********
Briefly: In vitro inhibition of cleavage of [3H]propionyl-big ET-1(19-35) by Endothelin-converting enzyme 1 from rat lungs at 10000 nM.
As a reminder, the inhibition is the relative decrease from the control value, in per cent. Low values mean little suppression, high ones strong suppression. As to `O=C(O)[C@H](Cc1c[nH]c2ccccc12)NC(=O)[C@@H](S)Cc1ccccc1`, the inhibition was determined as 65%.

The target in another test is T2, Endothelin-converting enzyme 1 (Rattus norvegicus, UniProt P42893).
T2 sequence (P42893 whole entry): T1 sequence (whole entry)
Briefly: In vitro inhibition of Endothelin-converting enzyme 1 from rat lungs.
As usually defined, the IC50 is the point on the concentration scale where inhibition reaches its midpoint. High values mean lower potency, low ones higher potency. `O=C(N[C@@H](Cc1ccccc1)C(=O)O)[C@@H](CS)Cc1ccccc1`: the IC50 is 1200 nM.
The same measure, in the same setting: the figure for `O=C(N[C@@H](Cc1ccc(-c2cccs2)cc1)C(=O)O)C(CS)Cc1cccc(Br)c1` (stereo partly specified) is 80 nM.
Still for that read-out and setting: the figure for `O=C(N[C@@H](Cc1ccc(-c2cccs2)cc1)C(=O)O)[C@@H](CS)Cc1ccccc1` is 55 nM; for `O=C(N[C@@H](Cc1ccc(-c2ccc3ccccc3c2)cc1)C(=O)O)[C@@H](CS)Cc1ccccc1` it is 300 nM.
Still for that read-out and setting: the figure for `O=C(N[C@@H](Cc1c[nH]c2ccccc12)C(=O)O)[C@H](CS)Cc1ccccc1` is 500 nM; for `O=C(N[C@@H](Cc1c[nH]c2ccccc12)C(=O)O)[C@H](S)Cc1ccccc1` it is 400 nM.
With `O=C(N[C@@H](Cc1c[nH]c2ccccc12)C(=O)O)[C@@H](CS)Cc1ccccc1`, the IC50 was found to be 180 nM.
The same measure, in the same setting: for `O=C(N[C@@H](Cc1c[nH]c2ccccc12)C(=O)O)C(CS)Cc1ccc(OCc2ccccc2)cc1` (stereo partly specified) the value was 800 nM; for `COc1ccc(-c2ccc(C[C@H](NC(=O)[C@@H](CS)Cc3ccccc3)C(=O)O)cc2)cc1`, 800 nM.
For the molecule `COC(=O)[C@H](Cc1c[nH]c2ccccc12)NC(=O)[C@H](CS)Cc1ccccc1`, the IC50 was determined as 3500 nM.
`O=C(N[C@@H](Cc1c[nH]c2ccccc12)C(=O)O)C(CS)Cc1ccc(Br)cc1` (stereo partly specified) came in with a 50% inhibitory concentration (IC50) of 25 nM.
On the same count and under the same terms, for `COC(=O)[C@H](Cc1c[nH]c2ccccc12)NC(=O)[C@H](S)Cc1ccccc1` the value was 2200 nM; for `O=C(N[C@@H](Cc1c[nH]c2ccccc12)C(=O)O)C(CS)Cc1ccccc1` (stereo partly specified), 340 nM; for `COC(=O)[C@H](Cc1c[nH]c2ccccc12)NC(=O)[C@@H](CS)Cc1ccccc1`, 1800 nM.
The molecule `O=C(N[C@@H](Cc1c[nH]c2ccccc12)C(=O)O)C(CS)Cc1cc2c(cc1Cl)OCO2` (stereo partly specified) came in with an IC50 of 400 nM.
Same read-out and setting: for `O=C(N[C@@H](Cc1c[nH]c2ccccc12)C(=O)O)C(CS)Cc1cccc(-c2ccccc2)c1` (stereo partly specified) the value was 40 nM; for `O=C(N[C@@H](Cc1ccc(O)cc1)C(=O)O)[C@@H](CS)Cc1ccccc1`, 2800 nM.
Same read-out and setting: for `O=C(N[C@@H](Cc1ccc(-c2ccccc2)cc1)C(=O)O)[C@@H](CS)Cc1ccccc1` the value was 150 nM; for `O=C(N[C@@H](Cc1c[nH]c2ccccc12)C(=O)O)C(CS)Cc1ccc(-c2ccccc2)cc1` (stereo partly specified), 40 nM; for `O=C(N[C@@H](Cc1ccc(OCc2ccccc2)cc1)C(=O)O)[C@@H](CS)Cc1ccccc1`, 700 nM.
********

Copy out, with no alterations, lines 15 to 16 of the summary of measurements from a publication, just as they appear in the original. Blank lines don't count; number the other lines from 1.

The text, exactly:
The molecule `O=C(N[C@@H](Cc1c[nH]c2ccccc12)C(=O)O)C(CS)Cc1cc2c(cc1Cl)OCO2` (stereo partly specified) came in with an IC50 of 400 nM.
Same read-out and setting: for `O=C(N[C@@H](Cc1c[nH]c2ccccc12)C(=O)O)C(CS)Cc1cccc(-c2ccccc2)c1` (stereo partly specified) the value was 40 nM; for `O=C(N[C@@H](Cc1ccc(O)cc1)C(=O)O)[C@@H](CS)Cc1ccccc1`, 2800 nM.